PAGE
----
Keoki Williams ’91 was named to the 2023 Best & Brightest Executive M.B.A. list by Poets & Quants for Executives. Keoki is pursuing an M.B.A. at the University of Chicago’s Booth School of Business. He holds a B.A. from Kalamazoo College with a double major in chemistry and biology, an M.D. from University of Michigan Medical School and an M.P.H. in health policy and management from University of Michigan School of Public Health. Keoki hopes to develop technology to make the U.S. healthcare system work better for both patients and providers. He is a practicing physician and heads the Center for Individualized and Genomic Medicine Research at Henry Ford Health System in Detroit. For more than a decade, he has volunteered at a downtown Detroit clinic that provides free healthcare to the poor and underserved, and he was recently inducted into the American Society for Clinical Investigation. Keoki and his wife, Lanette, have three children.

BMW announced Julie Mehretu ’92 as the 20th Art Car artist at New York’s Guggenheim Museum in June 2023. The vehicle chosen as the next Art Car canvas is the BMW M Hybrid V8 race car, which will race the famed 24 Hours of Le Mans event in 2024. When an international jury met to select the next BMW Art Car artist, Julie was the unanimous choice. She has already begun work on her final design for the car, first on a 1/5-scale model before beginning work on a full-sized version. In fall 2023, Julie had her fifth exhibition at White Cube gallery in London, titled “They departed for their own country another way (a 9x9x9 hauntology).” The exhibition included three new series of paintings consisting of nine works each and focusing on enduring conflict, widespread displacement, and the asymmetry of power, using images sourced from current affairs, particularly the ongoing war in Ukraine and the events of the U.S. Capitol insurrection of January 6, 2021.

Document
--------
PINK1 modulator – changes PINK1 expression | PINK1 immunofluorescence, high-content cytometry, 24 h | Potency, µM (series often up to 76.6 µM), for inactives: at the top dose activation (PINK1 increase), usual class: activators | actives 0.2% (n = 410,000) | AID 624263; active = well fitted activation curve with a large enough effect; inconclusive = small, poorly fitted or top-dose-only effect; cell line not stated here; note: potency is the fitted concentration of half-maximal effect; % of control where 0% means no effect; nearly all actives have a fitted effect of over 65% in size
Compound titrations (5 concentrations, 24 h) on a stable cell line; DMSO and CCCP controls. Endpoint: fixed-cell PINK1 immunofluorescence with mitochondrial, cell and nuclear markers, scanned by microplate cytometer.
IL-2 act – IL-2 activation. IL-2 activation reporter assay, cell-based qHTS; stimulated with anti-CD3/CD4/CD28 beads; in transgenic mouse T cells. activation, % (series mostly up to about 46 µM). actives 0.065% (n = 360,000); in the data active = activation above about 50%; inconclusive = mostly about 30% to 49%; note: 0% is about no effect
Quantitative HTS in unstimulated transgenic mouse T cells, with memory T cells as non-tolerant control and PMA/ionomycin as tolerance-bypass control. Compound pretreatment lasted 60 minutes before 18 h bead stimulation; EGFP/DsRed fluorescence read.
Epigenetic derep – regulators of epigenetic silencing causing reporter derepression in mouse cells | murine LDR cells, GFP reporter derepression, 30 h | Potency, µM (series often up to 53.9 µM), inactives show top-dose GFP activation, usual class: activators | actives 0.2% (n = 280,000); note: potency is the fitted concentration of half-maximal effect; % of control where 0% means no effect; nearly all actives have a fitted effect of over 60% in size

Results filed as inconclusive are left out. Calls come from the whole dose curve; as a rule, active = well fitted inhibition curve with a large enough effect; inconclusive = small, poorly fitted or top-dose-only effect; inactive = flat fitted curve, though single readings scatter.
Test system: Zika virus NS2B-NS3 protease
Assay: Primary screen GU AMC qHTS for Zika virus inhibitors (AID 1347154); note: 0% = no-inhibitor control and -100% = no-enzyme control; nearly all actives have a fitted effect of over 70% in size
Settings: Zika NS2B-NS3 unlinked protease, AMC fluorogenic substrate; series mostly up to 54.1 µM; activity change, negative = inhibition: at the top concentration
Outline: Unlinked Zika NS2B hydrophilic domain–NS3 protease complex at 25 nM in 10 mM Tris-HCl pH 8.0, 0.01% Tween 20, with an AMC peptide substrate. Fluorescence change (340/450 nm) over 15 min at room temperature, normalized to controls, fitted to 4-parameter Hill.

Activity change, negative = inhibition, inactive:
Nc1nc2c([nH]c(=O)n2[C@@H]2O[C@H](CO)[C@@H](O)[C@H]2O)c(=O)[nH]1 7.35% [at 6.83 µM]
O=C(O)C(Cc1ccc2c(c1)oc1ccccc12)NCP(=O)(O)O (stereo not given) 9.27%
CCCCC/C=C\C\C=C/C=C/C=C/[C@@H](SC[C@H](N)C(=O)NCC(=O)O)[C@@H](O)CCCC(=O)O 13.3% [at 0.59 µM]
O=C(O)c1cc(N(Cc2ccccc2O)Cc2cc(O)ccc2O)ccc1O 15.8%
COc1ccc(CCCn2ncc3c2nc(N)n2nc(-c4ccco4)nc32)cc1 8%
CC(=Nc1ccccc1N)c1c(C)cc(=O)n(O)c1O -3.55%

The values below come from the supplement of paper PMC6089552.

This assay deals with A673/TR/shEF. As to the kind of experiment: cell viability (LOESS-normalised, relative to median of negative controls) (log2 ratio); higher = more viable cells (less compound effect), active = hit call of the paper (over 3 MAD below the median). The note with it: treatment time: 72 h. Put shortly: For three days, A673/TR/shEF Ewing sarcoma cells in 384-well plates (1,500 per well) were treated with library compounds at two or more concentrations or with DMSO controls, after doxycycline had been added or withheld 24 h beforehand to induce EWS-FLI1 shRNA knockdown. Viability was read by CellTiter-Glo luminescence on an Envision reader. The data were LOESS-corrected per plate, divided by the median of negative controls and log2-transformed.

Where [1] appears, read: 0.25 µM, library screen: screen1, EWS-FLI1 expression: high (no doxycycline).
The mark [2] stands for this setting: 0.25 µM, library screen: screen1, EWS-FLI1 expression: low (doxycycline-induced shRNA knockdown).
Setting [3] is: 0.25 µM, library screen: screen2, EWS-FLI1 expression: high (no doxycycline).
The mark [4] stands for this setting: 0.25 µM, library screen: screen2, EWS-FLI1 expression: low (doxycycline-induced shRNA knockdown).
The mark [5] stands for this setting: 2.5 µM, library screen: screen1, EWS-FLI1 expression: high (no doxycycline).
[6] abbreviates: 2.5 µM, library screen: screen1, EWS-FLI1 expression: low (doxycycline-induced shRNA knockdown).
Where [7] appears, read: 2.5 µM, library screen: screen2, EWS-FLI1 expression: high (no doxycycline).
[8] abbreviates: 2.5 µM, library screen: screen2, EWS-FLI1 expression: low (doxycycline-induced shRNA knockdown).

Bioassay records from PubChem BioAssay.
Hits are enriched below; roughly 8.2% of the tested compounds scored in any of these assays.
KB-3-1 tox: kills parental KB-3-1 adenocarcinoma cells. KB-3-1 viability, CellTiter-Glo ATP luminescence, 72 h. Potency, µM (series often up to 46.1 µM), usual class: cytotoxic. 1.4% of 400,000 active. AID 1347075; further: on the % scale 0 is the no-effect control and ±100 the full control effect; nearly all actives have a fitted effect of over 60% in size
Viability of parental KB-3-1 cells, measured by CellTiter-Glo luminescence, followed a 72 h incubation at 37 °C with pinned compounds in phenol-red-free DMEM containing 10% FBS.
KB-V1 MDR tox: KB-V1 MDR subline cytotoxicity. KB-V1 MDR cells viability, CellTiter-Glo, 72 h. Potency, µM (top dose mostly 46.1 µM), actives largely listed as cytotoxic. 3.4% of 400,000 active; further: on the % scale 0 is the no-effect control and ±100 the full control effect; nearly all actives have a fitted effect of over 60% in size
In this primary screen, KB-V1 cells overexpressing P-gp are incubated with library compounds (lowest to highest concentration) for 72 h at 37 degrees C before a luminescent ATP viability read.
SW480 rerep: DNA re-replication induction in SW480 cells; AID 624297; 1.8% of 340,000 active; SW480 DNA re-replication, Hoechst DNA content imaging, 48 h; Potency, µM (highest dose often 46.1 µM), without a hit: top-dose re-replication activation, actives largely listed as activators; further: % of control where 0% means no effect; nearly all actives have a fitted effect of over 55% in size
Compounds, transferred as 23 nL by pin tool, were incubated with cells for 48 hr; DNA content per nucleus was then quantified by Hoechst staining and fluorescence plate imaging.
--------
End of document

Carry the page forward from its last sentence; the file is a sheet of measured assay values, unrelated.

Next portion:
Theresa Gutierrez

Theresa Gutierrez ’95 has joined the Sustainability ESG (Environmental, Social, Governance) team at Dix & Eaton, a strategic communication firm based in Cleveland, specializing in sustainability communication, change management, investor relations, crisis communication, media relations and marketing communication. Theresa, who serves as an assistant vice president specializing in content development and project management, has developed effective strategies for organizations of all sizes over her 25-year career. Prior to joining Dix & Eaton, she held corporate social responsibility and human resources leadership roles within the automotive, corporate aviation, information solutions and early childhood education sectors. Theresa holds a bachelor’s degree in human relations and resources and international studies from Kalamazoo College, as well as a Master of Science in administration from Central Michigan University.

Paul Unwin ’98 writes, “I moved to Seattle the summer after graduation and I’ve lived here since. I have two kids, one of whom is now in college herself. I’ve worked in the field of electromagnetic effects protection in aerospace for 20 years, first at Boeing and at Blue Origin since 2020. I’ve stayed active (with some breaks) in theatre and performance. I was a tenor in The Washingtonians choral group for several years, and I have performed in numerous free outdoor (unsanctioned) Star Trek and Star Wars plays. I’ve been studying German since 2015, because I have always felt that fluency in another language is like a magical power. I have a way to go, but I took my first trip to Germany (also my first to Europe) in 2023. I remain a fan of science fiction, board games and roleplaying games, but I don’t ride my bike that much these days.”

Mark Fino